Subsequently the areas known as Kisli & Sonf were added to the National park, with Bisanghat, Mukki and Supkhar included lastly. The last villages were moved out of the core in 1982.

The different ranges of Kanha are East – Kisli & Sonf to the north. West – Kanha. South- Mukki, Bisanpura & Sondar. These are the ranges where visitors are allowed entry. The far Eastern ranges of Bisanghat & Supkhar do not allow visitors due to the lack of infra-structural roads & staff. However there is talk of them opening these two ranges up to take the pressure off Kisli gate. The current entrances to KNP are only at Kisli & Mukki.

Kanha National Park, or Kanha Tiger Reserve as it should be called, is considered India’s No. 1 example of how a National Park should be run. However the pressure from Tourism is causing concerns to the park’s officials. There has to be discipline of visitors, or the animals everyone comes to see will desert their habitat, and again have to face extinction. I don’t think anyone wants to see that day.

The Sal jungles of central India once stretched from above Rewa to Andhra Pradesh & Orissa, and from Hoshangabad, down to northern Maharashtra and east through old Bihar, West Bengal & up to Assam. Sadly hectors upon hectors of Sal forest were felled by the Britshers for the railway sleepers and buildings! Around Pench all the massive Teak trees were also felled for furniture for the British Raj officialdom.

Sal Trees, if in concentrated numbers, can reduce the temperature by a whole 5º C, which during the torrid summer months of up to 48º C can make quite a substantial difference to life and death situations.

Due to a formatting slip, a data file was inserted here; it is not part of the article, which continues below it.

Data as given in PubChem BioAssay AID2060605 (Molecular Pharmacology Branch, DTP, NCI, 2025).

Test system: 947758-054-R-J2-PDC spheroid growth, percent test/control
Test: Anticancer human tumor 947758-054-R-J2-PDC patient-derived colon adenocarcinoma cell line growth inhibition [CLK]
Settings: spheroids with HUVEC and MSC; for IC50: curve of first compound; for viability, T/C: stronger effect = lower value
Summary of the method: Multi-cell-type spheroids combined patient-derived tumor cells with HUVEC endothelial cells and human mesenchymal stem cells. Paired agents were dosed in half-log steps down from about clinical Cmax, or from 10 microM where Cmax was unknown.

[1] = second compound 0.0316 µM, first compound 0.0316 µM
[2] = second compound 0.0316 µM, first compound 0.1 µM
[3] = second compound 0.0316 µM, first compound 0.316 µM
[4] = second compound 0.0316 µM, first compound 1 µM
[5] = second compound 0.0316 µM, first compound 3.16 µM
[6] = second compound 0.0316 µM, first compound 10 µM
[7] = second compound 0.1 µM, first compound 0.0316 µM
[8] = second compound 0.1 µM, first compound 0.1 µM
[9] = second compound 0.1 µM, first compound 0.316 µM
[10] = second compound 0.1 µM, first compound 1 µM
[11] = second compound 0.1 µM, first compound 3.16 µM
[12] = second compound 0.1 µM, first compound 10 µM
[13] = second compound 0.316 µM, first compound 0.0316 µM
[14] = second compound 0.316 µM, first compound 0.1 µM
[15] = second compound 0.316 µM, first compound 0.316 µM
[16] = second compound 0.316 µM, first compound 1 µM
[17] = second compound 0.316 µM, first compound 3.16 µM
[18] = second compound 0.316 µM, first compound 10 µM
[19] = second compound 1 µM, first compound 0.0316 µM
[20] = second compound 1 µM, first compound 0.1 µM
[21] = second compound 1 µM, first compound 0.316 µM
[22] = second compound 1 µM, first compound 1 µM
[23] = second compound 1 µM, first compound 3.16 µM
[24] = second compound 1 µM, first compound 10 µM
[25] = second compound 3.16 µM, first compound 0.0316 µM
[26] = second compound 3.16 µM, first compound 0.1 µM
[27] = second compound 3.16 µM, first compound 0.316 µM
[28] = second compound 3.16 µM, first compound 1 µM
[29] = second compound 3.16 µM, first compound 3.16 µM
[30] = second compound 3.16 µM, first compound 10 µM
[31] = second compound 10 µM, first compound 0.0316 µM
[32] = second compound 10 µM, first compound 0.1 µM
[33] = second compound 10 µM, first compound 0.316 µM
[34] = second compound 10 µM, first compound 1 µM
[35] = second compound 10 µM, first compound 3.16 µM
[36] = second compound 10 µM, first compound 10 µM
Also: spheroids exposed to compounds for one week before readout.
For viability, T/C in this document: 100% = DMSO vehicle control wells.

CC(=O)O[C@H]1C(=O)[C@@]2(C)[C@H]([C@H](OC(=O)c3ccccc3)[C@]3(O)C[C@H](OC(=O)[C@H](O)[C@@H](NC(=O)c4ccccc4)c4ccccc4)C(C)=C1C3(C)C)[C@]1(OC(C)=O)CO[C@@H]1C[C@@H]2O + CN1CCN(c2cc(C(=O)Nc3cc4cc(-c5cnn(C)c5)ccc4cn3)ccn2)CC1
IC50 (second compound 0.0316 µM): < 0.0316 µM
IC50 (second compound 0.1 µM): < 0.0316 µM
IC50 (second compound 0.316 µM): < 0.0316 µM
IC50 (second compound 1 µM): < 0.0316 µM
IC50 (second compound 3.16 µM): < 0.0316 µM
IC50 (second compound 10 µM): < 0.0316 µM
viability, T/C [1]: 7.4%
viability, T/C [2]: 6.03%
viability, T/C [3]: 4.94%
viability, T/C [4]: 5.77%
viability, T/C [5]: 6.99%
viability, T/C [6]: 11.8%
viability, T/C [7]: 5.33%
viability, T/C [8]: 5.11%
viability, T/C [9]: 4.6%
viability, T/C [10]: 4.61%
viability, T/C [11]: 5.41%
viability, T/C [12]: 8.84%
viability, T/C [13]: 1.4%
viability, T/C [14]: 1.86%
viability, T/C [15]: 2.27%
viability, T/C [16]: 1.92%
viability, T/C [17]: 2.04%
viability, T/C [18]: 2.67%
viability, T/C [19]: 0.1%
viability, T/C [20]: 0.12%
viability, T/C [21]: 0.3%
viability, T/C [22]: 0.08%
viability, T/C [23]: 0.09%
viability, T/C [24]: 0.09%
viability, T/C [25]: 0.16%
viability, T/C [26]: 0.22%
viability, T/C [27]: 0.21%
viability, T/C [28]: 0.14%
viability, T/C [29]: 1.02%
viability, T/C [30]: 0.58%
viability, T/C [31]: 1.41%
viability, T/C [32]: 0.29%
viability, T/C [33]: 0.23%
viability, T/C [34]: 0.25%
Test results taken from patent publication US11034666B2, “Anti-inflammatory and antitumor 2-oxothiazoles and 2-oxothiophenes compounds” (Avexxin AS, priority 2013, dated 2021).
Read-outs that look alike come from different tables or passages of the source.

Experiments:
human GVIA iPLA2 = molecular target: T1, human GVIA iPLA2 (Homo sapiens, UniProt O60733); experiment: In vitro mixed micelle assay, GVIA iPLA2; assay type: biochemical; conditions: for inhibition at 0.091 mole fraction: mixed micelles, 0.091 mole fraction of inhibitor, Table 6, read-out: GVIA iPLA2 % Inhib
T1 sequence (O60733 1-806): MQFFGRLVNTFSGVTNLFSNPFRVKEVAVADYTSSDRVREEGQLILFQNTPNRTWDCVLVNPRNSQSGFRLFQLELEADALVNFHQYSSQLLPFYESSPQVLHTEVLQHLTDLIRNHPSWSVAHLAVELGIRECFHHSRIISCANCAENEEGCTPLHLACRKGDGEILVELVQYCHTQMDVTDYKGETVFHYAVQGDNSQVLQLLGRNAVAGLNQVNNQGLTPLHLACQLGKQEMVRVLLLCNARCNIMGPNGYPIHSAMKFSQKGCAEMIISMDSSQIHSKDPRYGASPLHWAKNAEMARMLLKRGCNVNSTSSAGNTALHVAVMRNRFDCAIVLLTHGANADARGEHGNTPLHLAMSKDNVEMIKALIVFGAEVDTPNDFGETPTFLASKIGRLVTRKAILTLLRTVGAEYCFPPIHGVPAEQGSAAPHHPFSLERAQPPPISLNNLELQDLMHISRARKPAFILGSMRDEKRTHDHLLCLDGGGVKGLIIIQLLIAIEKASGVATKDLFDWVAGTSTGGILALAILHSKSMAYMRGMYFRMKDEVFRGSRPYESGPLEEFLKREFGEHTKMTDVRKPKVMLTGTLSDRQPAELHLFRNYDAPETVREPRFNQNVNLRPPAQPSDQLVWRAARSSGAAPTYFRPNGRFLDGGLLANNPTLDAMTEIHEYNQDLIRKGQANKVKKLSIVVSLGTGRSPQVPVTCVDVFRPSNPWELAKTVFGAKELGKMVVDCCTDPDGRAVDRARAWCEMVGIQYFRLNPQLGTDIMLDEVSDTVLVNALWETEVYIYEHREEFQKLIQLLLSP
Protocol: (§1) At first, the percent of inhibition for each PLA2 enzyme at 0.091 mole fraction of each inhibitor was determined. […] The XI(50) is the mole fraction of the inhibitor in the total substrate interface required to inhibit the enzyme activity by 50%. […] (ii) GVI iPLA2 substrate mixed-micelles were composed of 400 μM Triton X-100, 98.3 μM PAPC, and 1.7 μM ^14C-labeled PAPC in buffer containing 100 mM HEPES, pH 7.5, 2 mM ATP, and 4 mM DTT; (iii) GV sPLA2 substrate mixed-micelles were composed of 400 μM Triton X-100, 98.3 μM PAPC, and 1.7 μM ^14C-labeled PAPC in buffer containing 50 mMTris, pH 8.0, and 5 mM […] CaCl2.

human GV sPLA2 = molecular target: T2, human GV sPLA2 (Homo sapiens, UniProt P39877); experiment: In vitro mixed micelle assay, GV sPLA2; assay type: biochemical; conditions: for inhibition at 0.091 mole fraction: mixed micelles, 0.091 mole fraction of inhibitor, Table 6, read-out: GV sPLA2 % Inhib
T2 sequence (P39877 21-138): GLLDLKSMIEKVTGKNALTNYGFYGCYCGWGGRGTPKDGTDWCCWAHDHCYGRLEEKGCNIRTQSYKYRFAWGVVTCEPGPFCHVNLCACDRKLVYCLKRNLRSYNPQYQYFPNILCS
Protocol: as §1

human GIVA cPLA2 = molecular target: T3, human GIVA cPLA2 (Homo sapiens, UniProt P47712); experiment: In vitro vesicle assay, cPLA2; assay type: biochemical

Kanha protects 22 mammal species including Tiger, Leopard, Sloth Bear, Dhole – Wild Dogs, Barasingha, Chital-spotted deer, Barking Deer, Samba – the largest deer found in India, jackal, Gaur or Indian Bison, Nilgai, Four horned antelope, pangolins, civets cats & Mongoose etc.

There are 264 bird species, so far recorded – including Grey Hornbills, Paradise Fly Catchers, Crested Serpent Eagles, Racket Tailed Drongo, Tree Pie, Wood Owls, Jungle owlets, Shikra Red & Spotted Munia, Scarlett Minivets, Baya Weaver Birds, Indian Pitta, Night Jars, etc.

Nearly 40 different tree, bush and grass species are present, and many reptiles and thousands of insects are also found in Kanha.

Seasons:

  • The cold winter months are from mid November to mid/end February
  • The warmer months are October, early November & March.
  • The hottest months are April, May & June.

 Rainfall is normally expected in Jan/Feb and again in mid June, forming the commencement of the monsoon, but that was before global warming, so it’s a good idea to keep a foldable raincoat in your park bag as it can rain any time nowadays.

Precautions visitors should take:

  • Medicine against Malaria – it is definitely in Kanha.
  • Bring Baby food, cameras, re-chargers & adapters etc.
  • Very warm clothing for the winter months – it plummets to minus 2ºC
  • Hats that cover the neck to avoid sunstroke in any month – open jeeps

Hope the above information helps in you be more information friendly with the guest at the resort. Kanha is a National Park or a Project Tiger Reserve. The best in the country.